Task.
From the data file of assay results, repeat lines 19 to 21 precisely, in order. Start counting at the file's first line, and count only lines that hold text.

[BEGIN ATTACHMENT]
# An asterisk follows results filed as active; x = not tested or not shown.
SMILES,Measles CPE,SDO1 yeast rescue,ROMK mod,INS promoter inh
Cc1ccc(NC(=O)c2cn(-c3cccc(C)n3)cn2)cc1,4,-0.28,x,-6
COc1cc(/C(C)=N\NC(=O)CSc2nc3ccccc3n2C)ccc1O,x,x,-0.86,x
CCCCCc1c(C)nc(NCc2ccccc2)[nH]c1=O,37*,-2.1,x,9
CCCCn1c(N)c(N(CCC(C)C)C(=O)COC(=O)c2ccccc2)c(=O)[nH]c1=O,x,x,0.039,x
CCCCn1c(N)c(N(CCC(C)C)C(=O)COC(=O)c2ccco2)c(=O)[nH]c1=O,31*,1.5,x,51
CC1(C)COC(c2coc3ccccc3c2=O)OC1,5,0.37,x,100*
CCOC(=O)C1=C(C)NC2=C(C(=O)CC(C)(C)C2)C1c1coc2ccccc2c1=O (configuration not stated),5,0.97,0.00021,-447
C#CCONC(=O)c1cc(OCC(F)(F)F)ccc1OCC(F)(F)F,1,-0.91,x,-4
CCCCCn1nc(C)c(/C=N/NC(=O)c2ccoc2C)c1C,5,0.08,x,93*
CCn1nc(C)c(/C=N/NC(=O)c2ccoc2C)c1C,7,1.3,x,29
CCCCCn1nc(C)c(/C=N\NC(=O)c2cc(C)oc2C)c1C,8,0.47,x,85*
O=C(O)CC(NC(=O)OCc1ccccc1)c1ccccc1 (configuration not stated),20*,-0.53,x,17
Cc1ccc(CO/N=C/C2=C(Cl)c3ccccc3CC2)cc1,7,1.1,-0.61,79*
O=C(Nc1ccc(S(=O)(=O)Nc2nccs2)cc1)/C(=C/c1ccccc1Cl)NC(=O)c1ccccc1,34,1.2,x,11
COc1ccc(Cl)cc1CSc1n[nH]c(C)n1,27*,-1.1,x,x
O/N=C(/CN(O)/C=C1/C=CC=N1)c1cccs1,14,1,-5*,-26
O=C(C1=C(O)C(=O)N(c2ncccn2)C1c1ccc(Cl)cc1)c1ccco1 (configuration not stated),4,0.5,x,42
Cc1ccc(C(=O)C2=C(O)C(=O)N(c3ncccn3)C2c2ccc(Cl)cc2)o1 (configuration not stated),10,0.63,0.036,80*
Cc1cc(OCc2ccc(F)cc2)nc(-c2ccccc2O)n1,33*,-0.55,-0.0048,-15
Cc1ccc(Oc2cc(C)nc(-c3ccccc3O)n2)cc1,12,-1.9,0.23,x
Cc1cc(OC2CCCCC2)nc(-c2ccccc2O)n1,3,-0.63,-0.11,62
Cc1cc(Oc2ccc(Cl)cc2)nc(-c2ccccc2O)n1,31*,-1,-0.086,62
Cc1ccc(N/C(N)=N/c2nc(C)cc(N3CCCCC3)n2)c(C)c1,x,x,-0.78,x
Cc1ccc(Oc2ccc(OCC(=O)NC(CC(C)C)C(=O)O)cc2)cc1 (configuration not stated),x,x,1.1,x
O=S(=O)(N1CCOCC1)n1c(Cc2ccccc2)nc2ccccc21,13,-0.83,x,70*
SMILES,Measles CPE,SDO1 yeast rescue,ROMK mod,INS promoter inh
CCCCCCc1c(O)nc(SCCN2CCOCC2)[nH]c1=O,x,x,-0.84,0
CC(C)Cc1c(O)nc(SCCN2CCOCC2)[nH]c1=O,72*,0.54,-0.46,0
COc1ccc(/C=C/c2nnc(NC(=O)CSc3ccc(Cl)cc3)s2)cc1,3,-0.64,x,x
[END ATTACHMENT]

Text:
O=C(C1=C(O)C(=O)N(c2ncccn2)C1c1ccc(Cl)cc1)c1ccco1 (configuration not stated),4,0.5,x,42
Cc1ccc(C(=O)C2=C(O)C(=O)N(c3ncccn3)C2c2ccc(Cl)cc2)o1 (configuration not stated),10,0.63,0.036,80*
Cc1cc(OCc2ccc(F)cc2)nc(-c2ccccc2O)n1,33*,-0.55,-0.0048,-15